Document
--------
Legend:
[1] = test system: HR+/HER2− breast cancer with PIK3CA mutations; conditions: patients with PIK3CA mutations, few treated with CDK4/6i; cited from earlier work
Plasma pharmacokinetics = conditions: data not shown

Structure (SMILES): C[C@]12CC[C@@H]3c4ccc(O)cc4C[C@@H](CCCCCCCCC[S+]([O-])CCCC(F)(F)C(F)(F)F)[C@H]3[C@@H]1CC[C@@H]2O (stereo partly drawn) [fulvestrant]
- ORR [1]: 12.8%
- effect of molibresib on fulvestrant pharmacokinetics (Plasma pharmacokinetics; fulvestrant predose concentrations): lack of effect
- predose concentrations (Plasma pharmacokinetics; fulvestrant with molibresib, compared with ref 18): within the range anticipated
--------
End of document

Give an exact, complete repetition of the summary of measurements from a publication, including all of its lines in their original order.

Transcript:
Legend:
[1] = test system: HR+/HER2− breast cancer with PIK3CA mutations; conditions: patients with PIK3CA mutations, few treated with CDK4/6i; cited from earlier work
Plasma pharmacokinetics = conditions: data not shown

Structure (SMILES): C[C@]12CC[C@@H]3c4ccc(O)cc4C[C@@H](CCCCCCCCC[S+]([O-])CCCC(F)(F)C(F)(F)F)[C@H]3[C@@H]1CC[C@@H]2O (stereo partly drawn) [fulvestrant]
- ORR [1]: 12.8%
- effect of molibresib on fulvestrant pharmacokinetics (Plasma pharmacokinetics; fulvestrant predose concentrations): lack of effect
- predose concentrations (Plasma pharmacokinetics; fulvestrant with molibresib, compared with ref 18): within the range anticipated